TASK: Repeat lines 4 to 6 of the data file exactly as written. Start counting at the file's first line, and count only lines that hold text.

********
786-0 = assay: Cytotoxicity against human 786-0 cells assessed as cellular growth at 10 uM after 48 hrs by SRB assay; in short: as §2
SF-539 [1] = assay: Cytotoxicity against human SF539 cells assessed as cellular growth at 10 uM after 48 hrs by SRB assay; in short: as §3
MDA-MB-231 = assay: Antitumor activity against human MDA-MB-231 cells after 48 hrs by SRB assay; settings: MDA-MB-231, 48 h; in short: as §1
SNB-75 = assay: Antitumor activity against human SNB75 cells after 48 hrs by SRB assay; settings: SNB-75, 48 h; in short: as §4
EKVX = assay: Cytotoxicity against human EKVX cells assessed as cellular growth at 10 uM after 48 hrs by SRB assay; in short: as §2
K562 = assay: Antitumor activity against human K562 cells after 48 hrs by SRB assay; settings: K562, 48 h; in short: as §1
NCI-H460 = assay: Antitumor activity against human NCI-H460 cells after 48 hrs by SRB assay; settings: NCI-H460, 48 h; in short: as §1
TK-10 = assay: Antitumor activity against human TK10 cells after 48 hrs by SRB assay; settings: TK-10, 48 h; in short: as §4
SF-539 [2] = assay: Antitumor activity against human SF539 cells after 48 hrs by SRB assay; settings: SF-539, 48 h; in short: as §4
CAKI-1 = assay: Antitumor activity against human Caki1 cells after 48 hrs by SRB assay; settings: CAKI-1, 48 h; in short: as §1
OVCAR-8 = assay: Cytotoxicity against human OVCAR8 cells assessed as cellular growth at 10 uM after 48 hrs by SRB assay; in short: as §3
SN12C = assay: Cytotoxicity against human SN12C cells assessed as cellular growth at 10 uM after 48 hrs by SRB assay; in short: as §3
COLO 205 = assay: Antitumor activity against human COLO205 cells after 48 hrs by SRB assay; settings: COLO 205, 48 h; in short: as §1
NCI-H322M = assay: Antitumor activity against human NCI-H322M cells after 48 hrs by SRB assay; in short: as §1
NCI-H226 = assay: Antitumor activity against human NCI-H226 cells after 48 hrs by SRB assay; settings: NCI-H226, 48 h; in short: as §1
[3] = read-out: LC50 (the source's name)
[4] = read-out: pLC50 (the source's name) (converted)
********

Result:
SNB-75 = assay: Antitumor activity against human SNB75 cells after 48 hrs by SRB assay; settings: SNB-75, 48 h; in short: as §4
EKVX = assay: Cytotoxicity against human EKVX cells assessed as cellular growth at 10 uM after 48 hrs by SRB assay; in short: as §2
K562 = assay: Antitumor activity against human K562 cells after 48 hrs by SRB assay; settings: K562, 48 h; in short: as §1